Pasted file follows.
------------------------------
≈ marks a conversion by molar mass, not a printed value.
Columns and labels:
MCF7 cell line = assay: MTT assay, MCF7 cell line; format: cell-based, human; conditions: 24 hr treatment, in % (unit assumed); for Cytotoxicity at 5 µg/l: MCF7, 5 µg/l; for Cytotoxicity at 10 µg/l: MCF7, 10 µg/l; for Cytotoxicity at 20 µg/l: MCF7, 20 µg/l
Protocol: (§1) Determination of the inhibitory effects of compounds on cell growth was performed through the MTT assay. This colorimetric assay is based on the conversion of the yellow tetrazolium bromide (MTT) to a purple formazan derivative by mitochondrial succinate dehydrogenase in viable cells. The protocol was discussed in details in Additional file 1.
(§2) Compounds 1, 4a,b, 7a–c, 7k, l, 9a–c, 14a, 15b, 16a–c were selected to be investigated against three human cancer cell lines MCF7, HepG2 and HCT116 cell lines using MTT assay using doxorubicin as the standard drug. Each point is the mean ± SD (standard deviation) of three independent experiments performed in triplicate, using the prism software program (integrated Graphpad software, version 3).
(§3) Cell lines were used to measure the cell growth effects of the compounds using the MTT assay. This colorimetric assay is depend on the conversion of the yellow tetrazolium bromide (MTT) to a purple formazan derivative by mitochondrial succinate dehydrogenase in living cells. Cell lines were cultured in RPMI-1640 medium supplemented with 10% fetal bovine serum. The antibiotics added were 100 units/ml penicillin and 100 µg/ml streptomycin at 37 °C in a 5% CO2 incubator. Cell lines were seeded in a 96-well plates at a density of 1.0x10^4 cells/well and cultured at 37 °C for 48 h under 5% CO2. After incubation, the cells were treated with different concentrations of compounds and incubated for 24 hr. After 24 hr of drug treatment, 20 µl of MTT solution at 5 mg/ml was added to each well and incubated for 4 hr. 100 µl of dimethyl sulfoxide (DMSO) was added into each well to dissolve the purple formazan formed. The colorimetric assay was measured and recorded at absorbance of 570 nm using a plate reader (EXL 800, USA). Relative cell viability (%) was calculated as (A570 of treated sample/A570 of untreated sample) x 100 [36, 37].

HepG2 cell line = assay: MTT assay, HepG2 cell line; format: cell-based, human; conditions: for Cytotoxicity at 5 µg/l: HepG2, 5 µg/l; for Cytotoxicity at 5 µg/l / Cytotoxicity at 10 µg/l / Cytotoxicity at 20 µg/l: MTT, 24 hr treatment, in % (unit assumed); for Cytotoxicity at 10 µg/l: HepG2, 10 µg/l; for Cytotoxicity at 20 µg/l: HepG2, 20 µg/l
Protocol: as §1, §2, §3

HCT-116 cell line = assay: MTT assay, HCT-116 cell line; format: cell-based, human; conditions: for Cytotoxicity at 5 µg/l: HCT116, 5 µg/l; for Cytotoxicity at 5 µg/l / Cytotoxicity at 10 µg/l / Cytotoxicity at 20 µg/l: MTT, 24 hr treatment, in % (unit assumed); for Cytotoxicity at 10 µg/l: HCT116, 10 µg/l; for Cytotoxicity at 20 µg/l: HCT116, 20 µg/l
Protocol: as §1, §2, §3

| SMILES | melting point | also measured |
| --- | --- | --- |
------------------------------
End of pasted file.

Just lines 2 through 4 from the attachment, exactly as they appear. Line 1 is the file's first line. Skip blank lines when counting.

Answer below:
Columns and labels:
MCF7 cell line = assay: MTT assay, MCF7 cell line; format: cell-based, human; conditions: 24 hr treatment, in % (unit assumed); for Cytotoxicity at 5 µg/l: MCF7, 5 µg/l; for Cytotoxicity at 10 µg/l: MCF7, 10 µg/l; for Cytotoxicity at 20 µg/l: MCF7, 20 µg/l
Protocol: (§1) Determination of the inhibitory effects of compounds on cell growth was performed through the MTT assay. This colorimetric assay is based on the conversion of the yellow tetrazolium bromide (MTT) to a purple formazan derivative by mitochondrial succinate dehydrogenase in viable cells. The protocol was discussed in details in Additional file 1.